Portland’s Rock Bottom brewer, Van Havig, wanted to create something very different went he set out over a year ago to make this year’s buzz beer of the festival. Ned Flanders Ale is, like its namesake, quite sour and has been aged in five different kinds of wooden barrels including oak wine barrels, a barrel with marionberries, one with Brettanomyces, one with lactobacillic and a Jack Daniels barrel. After aging for one year, the various barrels were then blended back together to create one amazingly complex Belgian-inspired sour ale. I don’t think it was very popular with the general attendees, but for those of us in the minority that love sour beers it was a rare treat, with some of the most extreme, complex flavors I’ve tasted in a beer outside Belgium. At least one prominent blog I read called it the worst beer of the festival and thought the sour flavors meant the beer was defective. They must not have read the program notes or been very familiar with this type of beer, but I wish they wouldn’t have been so quick to judge something they clearly didn’t understand. Sour beers, especially the ones that embrace Brettanomyces and lactobacillic elements, are undoubtedly an acquired taste. The word play should have offered a clue, since it’s a Flanders Red Ale and the Flanders area of Belgium is where this type of beer originated. Some prominent examples of the style include Rodenbach Red, Duchesse De Bourgogne and New Belgium’s La Folie. The number of attendees to the festival with blogs who simply dismissed this beer without doing any follow up or research into it is quite surprising. But it was an excellent beer and I suspect with further aging will even continue to improve. I ran into Van at the BridgePort brunch Saturday morning, and he told me that it’s not even on draft at his brewpub because he hasn’t figured out how to deal with cleaning the draft lines of Brettanomyces. So the festival was really the only way you could taste this fantastic beer.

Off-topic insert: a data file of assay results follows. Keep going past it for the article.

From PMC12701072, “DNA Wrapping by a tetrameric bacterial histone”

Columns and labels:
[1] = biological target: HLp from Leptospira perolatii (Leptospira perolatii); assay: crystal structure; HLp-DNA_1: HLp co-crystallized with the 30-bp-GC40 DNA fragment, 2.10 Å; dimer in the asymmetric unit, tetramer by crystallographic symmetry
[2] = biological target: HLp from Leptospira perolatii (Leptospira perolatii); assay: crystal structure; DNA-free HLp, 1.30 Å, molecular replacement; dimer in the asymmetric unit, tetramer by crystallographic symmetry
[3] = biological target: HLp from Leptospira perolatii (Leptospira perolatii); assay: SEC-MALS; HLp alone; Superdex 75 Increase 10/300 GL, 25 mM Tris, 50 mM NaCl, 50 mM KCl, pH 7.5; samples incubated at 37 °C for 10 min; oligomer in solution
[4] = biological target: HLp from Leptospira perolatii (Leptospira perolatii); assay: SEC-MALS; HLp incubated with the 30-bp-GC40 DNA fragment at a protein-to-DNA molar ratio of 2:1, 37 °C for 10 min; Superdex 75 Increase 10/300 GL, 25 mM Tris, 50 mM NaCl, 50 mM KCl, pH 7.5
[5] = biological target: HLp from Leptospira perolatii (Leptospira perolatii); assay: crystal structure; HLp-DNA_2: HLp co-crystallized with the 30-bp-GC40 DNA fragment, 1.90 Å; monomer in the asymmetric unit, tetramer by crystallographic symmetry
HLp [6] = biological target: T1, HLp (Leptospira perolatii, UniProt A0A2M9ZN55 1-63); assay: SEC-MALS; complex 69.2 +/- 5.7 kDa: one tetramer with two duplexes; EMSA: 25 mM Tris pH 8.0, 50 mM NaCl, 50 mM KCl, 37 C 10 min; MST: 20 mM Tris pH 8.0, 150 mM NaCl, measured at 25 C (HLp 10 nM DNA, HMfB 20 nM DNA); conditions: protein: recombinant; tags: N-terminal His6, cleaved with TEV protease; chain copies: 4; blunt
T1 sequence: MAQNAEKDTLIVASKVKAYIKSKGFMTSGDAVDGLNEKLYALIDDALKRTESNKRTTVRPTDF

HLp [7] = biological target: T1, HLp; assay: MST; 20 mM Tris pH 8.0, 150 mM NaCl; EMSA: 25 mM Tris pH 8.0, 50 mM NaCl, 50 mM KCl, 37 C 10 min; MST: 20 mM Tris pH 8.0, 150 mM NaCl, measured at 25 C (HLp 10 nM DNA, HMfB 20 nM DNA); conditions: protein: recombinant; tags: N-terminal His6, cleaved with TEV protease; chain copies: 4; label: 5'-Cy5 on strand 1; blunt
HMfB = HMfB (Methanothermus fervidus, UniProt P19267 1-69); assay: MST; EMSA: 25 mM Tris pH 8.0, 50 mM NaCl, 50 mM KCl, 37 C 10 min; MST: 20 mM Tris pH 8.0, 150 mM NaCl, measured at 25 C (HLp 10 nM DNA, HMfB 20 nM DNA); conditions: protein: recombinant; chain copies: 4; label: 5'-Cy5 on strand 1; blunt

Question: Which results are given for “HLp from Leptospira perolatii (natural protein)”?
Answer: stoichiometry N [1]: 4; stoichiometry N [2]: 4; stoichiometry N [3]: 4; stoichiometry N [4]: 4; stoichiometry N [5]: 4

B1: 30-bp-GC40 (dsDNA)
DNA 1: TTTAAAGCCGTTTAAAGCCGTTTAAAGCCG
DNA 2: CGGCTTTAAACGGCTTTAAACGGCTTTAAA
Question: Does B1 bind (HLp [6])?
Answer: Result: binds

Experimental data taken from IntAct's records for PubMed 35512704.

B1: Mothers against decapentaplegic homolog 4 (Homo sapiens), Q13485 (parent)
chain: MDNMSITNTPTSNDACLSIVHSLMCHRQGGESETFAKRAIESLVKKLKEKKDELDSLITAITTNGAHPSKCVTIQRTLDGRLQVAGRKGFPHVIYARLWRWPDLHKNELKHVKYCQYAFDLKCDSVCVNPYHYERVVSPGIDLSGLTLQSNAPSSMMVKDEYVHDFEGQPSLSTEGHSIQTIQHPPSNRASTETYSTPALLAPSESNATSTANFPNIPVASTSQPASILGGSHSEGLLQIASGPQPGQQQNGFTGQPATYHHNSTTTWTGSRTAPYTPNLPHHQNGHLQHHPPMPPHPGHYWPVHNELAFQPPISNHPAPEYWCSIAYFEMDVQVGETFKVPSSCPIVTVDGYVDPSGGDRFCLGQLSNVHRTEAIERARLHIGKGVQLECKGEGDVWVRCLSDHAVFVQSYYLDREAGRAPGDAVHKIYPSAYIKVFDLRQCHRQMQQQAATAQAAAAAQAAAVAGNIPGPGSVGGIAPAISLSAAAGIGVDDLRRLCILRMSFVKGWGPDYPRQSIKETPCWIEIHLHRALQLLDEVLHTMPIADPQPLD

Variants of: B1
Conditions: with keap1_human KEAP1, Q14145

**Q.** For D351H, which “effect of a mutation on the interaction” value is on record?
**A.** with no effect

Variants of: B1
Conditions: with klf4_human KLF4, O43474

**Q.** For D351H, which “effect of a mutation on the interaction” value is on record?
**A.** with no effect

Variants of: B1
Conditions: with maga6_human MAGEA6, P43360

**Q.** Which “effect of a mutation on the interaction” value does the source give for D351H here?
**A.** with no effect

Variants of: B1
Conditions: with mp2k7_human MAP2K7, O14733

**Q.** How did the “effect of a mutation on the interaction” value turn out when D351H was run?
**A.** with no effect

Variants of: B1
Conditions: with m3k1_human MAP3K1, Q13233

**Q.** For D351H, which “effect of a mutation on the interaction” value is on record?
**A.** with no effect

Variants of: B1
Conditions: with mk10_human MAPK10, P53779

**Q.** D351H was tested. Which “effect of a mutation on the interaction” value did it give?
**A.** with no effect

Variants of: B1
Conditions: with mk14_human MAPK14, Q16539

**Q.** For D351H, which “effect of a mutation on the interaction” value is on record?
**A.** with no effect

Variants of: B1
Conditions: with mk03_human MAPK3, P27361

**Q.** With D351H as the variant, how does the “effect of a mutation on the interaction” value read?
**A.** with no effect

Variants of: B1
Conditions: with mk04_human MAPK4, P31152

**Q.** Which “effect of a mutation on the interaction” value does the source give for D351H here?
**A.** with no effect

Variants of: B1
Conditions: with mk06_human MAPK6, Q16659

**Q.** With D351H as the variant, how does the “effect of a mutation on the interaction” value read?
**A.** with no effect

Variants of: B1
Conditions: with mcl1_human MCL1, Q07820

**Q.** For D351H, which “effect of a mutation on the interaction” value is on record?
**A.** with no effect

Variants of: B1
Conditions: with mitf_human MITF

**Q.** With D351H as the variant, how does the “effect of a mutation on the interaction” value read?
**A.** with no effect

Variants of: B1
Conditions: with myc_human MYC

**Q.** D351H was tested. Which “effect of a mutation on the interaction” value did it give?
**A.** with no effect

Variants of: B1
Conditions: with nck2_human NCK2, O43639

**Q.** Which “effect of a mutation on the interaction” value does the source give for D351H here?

Other Stand-Out Beers: